I purchased this particular piece at the Musée La Maison du Boutis in Calvisson, in the south of France, a number of years ago and had been saving it for a special project. 

The design is quite visible underneath the batiste without the use of a light box.

Two equal size pieces of the batiste are cut to accommodate the size of the design allowing a generous border for easy hooping. For the bottom piece, I used a different batiste. It's still just as closely woven, but not quite as fine. Strength is important because a lot of stress is put on the backing fabric during the cording process. For this type of work, the batiste is never pre-washed. This would cause the fabric and the yarn to shrink unevenly when washing the finished piece in the final step.

Before securing the fabric to the tracing surface, it is folded into quarters to mark the center cross hairs. I add a quick basting stitch over these finger pressed lines for better visibility. Next, the batiste is centered over the motif and taped into place, keeping the fabric taut and square. The basted cross hairs are a helpful reference in keeping the piece square at all times. Because I didn't need the light box to trace this pattern, I taped everything to my cutting mat, which allowed me to turn the project to make tracing easier.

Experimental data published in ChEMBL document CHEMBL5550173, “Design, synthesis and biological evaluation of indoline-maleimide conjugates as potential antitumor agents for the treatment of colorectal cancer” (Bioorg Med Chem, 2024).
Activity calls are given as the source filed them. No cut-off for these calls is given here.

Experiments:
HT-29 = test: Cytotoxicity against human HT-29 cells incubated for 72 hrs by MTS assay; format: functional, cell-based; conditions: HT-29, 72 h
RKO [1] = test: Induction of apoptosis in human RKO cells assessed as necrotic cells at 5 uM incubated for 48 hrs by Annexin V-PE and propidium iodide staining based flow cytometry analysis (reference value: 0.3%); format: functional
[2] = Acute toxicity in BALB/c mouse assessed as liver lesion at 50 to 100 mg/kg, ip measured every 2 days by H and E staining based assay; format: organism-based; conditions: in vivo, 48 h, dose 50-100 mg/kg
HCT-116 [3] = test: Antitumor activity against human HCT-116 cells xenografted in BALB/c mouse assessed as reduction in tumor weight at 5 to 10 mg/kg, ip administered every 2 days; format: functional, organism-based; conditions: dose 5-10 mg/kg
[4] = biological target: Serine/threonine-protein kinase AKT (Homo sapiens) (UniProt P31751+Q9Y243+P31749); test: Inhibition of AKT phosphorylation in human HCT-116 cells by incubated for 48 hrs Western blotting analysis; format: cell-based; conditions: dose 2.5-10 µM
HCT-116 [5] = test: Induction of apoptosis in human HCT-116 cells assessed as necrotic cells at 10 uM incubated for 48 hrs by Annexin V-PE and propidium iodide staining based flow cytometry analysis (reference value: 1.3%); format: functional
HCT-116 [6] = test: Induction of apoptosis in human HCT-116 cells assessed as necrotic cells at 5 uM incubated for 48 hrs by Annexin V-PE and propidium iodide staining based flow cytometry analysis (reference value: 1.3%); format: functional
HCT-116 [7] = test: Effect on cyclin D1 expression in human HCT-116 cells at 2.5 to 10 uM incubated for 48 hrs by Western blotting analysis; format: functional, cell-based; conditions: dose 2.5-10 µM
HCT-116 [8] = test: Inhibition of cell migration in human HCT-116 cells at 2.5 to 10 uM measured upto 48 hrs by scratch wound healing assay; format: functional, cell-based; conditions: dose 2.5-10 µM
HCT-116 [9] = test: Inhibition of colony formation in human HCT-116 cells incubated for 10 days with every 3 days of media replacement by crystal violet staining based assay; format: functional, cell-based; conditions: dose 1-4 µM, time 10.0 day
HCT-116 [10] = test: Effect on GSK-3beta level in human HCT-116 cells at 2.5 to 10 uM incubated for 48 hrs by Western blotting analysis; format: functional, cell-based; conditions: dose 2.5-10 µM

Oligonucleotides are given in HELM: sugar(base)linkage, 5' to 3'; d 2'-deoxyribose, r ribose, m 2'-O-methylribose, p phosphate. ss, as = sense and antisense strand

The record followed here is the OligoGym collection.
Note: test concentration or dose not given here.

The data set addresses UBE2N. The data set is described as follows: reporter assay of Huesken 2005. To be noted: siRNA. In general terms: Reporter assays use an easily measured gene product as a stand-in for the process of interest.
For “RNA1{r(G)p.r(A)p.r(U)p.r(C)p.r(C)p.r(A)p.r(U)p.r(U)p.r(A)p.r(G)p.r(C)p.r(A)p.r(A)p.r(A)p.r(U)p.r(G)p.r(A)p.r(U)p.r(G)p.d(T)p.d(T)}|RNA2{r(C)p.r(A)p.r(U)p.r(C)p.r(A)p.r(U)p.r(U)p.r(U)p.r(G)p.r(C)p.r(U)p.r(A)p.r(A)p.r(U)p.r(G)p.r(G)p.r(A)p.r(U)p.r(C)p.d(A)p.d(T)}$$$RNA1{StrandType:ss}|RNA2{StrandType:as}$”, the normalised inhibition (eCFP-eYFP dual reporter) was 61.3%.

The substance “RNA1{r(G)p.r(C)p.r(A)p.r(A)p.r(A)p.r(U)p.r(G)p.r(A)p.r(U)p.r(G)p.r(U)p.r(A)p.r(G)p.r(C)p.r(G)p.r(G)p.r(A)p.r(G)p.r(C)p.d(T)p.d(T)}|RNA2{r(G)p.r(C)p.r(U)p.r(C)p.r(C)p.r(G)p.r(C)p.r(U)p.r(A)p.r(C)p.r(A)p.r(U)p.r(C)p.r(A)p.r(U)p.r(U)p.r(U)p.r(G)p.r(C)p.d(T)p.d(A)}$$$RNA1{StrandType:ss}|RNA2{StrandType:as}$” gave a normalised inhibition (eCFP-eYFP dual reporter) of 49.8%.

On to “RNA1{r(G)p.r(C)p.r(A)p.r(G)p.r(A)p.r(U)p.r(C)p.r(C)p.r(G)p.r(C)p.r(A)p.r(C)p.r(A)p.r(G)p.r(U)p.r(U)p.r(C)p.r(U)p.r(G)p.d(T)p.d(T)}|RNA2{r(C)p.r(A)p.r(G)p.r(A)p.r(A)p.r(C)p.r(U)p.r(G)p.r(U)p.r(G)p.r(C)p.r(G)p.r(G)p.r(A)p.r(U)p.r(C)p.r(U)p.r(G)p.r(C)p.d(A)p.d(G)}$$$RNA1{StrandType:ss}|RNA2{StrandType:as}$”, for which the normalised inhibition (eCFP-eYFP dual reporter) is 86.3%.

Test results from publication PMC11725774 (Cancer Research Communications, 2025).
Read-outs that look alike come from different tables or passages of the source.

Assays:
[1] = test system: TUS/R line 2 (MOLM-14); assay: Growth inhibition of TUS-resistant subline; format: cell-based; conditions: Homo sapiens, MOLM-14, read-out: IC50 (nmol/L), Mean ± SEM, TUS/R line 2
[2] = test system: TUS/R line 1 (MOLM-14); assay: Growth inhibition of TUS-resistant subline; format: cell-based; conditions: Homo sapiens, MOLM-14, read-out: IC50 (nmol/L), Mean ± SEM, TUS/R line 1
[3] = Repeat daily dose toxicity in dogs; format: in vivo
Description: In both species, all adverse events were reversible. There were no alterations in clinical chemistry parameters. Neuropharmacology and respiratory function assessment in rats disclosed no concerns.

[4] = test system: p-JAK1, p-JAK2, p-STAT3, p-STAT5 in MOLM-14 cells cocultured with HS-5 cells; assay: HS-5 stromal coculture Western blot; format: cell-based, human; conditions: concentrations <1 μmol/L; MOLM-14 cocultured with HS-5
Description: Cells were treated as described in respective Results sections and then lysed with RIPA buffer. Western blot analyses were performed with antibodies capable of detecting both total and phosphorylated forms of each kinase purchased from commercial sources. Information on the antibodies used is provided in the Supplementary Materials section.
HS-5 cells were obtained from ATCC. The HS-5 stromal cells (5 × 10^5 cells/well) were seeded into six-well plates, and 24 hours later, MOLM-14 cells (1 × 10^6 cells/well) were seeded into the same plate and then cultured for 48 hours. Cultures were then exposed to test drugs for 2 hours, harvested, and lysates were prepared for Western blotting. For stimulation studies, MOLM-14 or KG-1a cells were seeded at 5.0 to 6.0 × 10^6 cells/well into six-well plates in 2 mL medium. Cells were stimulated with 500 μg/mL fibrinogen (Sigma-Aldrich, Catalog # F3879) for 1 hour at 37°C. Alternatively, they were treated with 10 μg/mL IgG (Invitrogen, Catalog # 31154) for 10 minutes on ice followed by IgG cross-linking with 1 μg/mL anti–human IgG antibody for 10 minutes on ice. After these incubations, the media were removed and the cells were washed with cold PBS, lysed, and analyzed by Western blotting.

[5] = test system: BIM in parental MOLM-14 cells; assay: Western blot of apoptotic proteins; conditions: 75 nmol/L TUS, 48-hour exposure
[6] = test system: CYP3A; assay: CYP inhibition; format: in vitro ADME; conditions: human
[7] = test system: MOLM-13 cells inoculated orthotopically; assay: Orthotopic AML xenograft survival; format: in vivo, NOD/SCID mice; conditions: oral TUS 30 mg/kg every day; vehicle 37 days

The pattern has a sheet of white paper underneath it to make it more visible.

Below are my drawing tools.